Rules to Consider Bill that Limits Nonprofit Political Spending

A gut-and-amend state Senate bill that would restrict nonprofits from spending taxpayer cash for political purposes has elicited opposition from K-12 and community college associations, various local governments—including San Jose—and the nonprofits that get money from them.

SB 594, penned by Sen. Jerry Hill (D-San Mateo), would prohibit nonprofits from spending public money on a political campaign. City staff is recommending that the Rules and Open Government Committee vote to oppose it when it meets Wednesday.

We know, of course, since the Family Health Fiasco, which involved the Santa Clara Family Health Foundation and VMC Foundation organizing a county sales tax measure with newly elected Supervisor Cindy Chavez, that plenty of nonprofits founded to help disadvantaged communities transmogrify into purely political machines because of existing law that allows them to spend money from public agencies on political interests.

SCFHF, for example, was founded to raise money to pay for impoverished kids’ health insurance premiums. Today, it’s now known as the Healthier Kids Foundation. Political aspirant Kathleen King remains in control of the tax-exempt political entity that provides year-round help to the South Bay Labor Council and Working Partnerships USA campaign organizations. The foundation helped poll and campaign for Measure A, a 1/8th cent county sales tax that passed last year.

Current law already bans use of public funds on ballot measures or candidate campaigns. SB 594, however, would redefine “public resources” to preclude lots of the activities private nonprofit organizations perform to support or challenge ballot measures. Opponents like the city worry that the bill could bar employees, board members and officers of a nonprofit supported by public and private money from getting involved in a ballot measure campaign. It would render illegal the very mission of the local Santa Clara Family health foundation.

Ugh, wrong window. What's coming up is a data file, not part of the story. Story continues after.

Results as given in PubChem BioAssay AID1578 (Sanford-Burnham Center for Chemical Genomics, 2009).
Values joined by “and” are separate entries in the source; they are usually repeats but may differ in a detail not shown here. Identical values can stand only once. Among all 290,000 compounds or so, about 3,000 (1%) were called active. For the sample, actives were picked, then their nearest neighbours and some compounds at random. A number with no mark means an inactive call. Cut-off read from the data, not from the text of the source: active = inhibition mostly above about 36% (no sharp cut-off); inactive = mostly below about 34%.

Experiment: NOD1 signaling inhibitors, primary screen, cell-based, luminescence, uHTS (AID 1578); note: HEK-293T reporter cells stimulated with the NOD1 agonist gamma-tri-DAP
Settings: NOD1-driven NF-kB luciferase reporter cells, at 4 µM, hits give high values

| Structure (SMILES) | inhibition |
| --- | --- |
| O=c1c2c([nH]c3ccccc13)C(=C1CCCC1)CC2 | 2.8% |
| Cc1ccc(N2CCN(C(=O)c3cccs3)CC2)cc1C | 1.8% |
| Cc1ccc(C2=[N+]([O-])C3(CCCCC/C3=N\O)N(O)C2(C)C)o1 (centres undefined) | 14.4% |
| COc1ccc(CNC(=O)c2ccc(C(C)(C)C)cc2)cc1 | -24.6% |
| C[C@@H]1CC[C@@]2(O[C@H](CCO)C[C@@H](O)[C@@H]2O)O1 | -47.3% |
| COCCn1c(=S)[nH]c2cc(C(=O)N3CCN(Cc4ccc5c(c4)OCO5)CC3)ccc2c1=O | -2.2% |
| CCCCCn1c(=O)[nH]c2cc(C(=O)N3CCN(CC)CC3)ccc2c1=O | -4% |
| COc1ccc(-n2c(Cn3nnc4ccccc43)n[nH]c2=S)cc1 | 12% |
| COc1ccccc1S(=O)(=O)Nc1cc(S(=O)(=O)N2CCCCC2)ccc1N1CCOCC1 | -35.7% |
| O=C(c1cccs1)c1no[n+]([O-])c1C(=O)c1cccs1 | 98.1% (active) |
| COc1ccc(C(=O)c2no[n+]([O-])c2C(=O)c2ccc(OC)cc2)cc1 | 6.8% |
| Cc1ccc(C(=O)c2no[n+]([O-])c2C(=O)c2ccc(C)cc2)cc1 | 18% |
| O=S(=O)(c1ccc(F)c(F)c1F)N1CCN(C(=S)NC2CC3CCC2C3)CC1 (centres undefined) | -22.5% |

If passed, the legislation could silence associations representing school administrators, school boards, fire chiefs, sheriffs, police chiefs, city council members and county supervisors, says Julie White, an executive of the Association of California School Administrators.

“While proponents are claiming this bill is an attempt to get public funding out of political campaigns (something we can all agree on), the actual language of SB 594 goes much, much further,” she writes for California Majority Report.

The bill, White says, would diminish the political influence of organizations like the California School Boards Association, California Police Chiefs Association, California State Sheriffs Association, California State Association of Counties, the League of California Cities and hundreds of other associations.

“SB 594 would effectively shut us out of actively campaigning for ballot measures that involve many of California’s most important issues–silencing the voices of trusted organizations on matters of critical importance to our constituents and the residents of California,” she continues.

The bill also institutes new reporting requirements for private nonprofits that get more than one-fifth of their annual gross revenue from one or more public agencies. The city worries that this could scare some nonprofits from working with local government. (Read the bill language.)